Preputial gland

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Preputial glands are exocrine glands that are located in the folds of skin front of the genitals of some mammals (including mice)[1] and produce pheromones. The preputial glands of female animals are sometimes called clitoral glands.

The best studied preputial glands are those of the house mouse and the brown rat, because these two species are important model organisms and because their preputial glands are very similar in structure to the (much smaller) sebaceous glands of humans.[citation needed] The preputial glands of male musk deer produce strong-smelling deer musk which is of economic importance as it is used in perfumes.[citation needed]

Human homologues[edit]

Preputial gland
Details
Latin glandulae preputiales
Identifiers
TA A09.4.01.028
FMA FMA:71652
Anatomical terminology

There is debate about whether humans have functional homologues to preputial glands. Preputial glands were first noted by Edward Tyson[2] and in 1694 fully described by William Cowper who named them Tyson's glands after Tyson.[3][4] They are described as modified sebaceous glands located around the corona and inner surface of the prepuce of the human penis. They are believed to be most frequently found in the balanopreputial sulcus.[5] Their secretion may be one of the components of smegma.

Some, including Satya Parkash,[6] dispute their existence.[7] While humans may not have true anatomical equivalents, the term may sometimes be used for tiny whitish yellow pimples occasionally found on the corona of the glans penis. The proper name for these structures is pearly penile papules (or hirsutoid papillomas). According to detractors, they are not glands but mere thickenings of the skin and are not involved in the formation of smegma.[8][9]

See also[edit]

References[edit]

  1. ^ Martin-Alguacil N, Schober J, Kow LM, Pfaff D (December 2008). "Oestrogen receptor expression and neuronal nitric oxide synthase in the clitoris and preputial gland structures of mice". BJU Int. 102 (11): 1719–23. doi:10.1111/j.1464-410X.2008.07989.x. PMID 18793302.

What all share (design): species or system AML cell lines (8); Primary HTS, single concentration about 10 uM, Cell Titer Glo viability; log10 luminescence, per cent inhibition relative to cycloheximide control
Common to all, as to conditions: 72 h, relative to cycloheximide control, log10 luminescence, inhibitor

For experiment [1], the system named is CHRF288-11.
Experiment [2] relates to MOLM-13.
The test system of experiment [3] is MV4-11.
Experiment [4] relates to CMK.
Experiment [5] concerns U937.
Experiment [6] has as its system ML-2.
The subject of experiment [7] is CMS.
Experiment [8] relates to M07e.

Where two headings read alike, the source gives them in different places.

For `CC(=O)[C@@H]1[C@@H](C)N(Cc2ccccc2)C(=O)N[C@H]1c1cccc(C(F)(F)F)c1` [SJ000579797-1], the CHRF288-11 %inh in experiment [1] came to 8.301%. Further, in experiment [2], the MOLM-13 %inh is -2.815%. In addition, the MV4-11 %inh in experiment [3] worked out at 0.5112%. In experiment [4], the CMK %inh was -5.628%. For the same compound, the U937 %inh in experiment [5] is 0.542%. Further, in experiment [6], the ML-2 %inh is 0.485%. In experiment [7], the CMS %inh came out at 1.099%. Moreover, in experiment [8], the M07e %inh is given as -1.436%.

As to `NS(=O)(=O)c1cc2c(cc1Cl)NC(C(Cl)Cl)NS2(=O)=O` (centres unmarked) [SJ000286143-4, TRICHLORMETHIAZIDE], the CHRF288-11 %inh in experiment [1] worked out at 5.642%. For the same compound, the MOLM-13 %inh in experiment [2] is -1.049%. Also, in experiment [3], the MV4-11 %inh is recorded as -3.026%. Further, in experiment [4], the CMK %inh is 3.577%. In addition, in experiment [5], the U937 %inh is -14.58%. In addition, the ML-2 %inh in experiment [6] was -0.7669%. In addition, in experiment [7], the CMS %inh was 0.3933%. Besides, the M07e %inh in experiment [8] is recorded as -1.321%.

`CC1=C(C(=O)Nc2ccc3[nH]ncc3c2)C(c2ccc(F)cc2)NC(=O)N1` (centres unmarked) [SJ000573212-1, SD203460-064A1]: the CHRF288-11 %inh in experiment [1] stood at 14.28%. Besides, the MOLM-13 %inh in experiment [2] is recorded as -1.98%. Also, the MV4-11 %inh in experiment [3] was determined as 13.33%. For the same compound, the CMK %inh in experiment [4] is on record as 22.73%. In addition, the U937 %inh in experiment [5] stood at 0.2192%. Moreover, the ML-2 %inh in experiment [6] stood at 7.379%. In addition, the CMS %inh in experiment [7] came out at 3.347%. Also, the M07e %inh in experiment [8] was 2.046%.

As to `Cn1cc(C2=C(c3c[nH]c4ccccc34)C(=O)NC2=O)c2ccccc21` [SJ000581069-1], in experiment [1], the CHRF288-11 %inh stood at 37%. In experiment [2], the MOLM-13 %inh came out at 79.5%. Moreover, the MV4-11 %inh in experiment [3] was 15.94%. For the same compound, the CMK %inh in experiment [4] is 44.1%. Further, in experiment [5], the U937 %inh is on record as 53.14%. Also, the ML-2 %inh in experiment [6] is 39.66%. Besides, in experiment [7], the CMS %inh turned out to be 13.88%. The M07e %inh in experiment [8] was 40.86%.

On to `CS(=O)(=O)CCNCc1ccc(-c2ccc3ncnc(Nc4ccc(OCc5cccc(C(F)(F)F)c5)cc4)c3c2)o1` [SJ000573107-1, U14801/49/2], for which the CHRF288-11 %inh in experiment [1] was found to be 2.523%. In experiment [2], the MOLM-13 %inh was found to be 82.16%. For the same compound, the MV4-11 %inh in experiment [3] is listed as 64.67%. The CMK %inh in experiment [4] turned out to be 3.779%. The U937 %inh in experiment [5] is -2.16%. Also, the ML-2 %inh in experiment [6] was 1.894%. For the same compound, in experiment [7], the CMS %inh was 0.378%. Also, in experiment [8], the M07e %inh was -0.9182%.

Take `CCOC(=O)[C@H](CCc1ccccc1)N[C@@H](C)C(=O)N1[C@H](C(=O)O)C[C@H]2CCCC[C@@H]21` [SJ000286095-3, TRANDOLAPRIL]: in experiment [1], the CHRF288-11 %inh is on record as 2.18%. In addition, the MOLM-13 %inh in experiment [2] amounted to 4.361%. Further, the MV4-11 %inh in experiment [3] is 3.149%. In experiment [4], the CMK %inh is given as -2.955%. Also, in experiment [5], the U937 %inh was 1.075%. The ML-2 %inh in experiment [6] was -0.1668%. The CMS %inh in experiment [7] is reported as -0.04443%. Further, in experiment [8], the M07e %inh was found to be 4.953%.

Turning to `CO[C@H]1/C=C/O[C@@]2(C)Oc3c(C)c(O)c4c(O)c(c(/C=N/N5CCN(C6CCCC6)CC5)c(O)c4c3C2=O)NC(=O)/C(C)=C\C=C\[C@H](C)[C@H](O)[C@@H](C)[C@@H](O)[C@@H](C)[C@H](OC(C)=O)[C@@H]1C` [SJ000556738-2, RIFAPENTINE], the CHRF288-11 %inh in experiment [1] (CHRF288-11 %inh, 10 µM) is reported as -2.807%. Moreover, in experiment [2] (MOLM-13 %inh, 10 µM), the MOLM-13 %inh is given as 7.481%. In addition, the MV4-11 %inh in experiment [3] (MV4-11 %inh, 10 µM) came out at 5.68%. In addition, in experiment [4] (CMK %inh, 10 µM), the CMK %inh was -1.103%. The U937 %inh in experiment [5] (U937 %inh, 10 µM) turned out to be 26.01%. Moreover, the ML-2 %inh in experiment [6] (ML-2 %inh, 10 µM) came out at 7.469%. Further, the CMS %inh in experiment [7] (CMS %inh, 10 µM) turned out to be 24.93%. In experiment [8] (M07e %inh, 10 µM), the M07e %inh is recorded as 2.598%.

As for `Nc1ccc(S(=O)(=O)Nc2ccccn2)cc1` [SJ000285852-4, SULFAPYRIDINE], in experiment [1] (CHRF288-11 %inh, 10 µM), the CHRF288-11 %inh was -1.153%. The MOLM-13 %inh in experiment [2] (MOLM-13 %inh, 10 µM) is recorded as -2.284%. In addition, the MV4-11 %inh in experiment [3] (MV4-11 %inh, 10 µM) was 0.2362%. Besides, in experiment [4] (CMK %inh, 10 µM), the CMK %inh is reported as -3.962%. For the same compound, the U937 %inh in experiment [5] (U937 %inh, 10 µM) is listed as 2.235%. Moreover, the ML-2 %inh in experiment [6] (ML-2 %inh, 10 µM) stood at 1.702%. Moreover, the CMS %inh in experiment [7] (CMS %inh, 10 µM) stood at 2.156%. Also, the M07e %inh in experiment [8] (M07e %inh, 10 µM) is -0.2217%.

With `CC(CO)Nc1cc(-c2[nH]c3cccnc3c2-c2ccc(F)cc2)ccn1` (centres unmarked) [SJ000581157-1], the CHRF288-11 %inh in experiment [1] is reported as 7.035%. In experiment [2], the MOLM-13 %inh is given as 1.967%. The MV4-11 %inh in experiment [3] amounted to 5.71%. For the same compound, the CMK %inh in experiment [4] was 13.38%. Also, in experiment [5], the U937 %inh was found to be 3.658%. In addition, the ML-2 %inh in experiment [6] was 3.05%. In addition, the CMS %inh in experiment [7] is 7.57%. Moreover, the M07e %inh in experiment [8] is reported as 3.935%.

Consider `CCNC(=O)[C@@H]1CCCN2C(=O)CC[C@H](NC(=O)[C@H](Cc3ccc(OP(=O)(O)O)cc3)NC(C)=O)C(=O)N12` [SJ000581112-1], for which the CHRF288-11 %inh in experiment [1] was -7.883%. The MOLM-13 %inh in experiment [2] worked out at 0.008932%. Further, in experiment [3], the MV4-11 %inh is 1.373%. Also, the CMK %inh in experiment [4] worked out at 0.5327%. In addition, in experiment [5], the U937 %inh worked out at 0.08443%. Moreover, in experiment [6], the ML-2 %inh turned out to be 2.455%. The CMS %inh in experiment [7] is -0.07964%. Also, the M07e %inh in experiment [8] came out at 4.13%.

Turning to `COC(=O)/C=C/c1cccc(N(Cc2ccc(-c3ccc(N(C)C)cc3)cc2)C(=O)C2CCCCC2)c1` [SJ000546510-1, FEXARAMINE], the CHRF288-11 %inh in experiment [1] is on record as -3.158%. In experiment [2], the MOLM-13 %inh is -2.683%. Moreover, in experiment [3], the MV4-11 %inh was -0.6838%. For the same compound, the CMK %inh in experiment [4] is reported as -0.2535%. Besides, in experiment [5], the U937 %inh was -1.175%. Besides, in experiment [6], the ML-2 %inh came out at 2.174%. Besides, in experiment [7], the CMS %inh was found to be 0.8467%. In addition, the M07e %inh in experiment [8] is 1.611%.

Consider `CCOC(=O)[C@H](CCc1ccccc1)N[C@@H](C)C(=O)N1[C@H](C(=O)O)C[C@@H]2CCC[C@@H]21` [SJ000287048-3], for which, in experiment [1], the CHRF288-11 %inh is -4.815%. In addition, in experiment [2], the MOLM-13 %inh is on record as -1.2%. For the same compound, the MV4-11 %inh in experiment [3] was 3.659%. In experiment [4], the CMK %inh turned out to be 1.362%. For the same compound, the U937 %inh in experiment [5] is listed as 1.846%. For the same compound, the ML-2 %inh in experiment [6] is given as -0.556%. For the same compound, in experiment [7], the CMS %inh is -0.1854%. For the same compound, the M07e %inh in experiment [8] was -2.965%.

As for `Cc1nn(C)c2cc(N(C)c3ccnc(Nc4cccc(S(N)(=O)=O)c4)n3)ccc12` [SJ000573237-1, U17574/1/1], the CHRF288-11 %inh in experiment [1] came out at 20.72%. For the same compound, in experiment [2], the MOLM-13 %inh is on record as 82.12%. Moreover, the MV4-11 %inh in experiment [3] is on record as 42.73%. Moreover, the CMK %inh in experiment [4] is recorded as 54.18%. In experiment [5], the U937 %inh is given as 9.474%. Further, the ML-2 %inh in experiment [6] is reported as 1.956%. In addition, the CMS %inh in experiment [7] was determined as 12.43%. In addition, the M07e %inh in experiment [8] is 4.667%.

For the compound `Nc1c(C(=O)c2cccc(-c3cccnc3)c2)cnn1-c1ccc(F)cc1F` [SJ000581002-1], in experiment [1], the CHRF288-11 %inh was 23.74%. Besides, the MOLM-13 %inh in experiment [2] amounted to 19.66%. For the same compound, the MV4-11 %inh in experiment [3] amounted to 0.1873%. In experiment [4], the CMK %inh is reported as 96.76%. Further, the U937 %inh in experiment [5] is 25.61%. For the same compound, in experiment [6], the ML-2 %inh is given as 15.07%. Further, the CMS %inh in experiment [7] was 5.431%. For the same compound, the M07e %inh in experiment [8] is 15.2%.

2. ^ Kruger L (December 2003). "Edward Tyson's 1680 account of the 'porpess' brain and its place in the history of comparative neurology". J Hist Neurosci 12 (4): 339–49. doi:10.1076/jhin.12.4.339.27915. PMID 15069865. 
  3. ^ Cowper, W (1694, 1724), Myotomia reformata; or, An anatomical treatise on the muscles of the human body, London  Check date values in: |date= (help)
  4. ^ Tyson's gland at Who Named It?
  5. ^ Batistatou A, Panelos J, Zioga A, Charalabopoulos KA (October 2006). "Ectopic modified sebaceous glands in human penis". Int. J. Surg. Pathol. 14 (4): 355–6. doi:10.1177/1066896906291779. PMID 17041207. 
  6. ^ Parkash, Satya; K. Jeyakumar; K. Subramanya; S. Chaudhuri (August 1973). "Human subpreputial collection: its nature and formation". The Journal of Urology 110 (2): 211–212. PMID 4722614. 
  7. ^ "Surgical Temptation: A chance to cut, a chance to cure? | National Sexuality Resource Center (NSRC)". Retrieved 2009-11-29. [dead link]
  8. ^ Hyman AB, Brownstein MH (January 1969). "Tyson's "glands." Ectopic sebaceous glands and papillomatosis penis". Arch Dermatol 99 (1): 31–6. doi:10.1001/archderm.99.1.31. PMID 5761803. 
  9. ^ Parkash S, Rao R, Venkatesan K, Ramakrishnan S. Sub-preputial wetness: its nature. Ann Natl Med Sci India 1982; 18: 109-12 Fulltext